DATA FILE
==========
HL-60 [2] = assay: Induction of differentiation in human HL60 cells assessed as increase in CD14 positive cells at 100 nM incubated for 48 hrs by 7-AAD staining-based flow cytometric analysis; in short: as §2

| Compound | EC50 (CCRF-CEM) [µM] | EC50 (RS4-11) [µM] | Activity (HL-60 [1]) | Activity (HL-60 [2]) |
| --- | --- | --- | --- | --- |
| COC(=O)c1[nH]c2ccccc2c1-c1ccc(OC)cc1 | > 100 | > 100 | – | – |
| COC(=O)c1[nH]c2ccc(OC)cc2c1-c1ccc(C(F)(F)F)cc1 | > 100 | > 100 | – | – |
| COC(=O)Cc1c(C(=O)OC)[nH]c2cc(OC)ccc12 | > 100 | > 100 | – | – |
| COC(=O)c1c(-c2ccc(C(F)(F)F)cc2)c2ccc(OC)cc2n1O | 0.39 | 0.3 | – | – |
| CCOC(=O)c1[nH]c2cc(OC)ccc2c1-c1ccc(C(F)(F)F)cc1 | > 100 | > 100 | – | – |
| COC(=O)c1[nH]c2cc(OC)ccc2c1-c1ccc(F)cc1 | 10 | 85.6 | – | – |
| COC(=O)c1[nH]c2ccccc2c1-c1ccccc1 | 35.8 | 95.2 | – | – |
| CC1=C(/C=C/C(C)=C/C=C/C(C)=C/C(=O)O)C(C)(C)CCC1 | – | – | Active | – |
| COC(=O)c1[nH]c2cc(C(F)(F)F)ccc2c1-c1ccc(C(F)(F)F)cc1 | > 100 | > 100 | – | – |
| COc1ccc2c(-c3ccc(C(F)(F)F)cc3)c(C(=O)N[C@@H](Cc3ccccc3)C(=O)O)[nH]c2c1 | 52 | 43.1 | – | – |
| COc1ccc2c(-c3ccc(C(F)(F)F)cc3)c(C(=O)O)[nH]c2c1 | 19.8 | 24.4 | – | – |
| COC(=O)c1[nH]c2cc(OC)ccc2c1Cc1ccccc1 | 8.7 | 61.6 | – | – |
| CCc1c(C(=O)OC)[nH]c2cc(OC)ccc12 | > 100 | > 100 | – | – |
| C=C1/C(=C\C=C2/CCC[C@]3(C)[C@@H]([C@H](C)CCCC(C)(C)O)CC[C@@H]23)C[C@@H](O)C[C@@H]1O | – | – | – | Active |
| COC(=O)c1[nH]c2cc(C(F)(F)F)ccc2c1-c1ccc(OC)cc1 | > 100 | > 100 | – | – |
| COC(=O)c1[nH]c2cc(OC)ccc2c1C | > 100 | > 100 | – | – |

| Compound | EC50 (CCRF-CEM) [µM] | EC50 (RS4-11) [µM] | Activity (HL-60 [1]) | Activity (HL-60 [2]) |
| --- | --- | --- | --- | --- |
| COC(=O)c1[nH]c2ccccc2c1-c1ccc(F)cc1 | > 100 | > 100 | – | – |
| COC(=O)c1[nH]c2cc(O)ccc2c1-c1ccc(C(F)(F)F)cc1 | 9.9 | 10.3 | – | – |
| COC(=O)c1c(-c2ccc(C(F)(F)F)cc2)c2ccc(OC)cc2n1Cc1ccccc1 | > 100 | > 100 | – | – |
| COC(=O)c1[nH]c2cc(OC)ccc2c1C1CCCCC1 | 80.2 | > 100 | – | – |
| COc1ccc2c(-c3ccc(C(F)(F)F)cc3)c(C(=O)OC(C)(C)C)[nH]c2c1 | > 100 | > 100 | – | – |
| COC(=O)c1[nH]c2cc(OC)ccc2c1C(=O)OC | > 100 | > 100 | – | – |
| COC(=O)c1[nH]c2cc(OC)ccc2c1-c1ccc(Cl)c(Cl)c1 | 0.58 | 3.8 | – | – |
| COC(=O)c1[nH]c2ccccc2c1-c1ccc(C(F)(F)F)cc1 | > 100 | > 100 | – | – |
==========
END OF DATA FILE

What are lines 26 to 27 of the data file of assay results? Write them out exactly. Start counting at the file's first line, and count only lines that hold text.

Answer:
| COc1ccc2c(-c3ccc(C(F)(F)F)cc3)c(C(=O)OC(C)(C)C)[nH]c2c1 | > 100 | > 100 | – | – |
| COC(=O)c1[nH]c2cc(OC)ccc2c1C(=O)OC | > 100 | > 100 | – | – |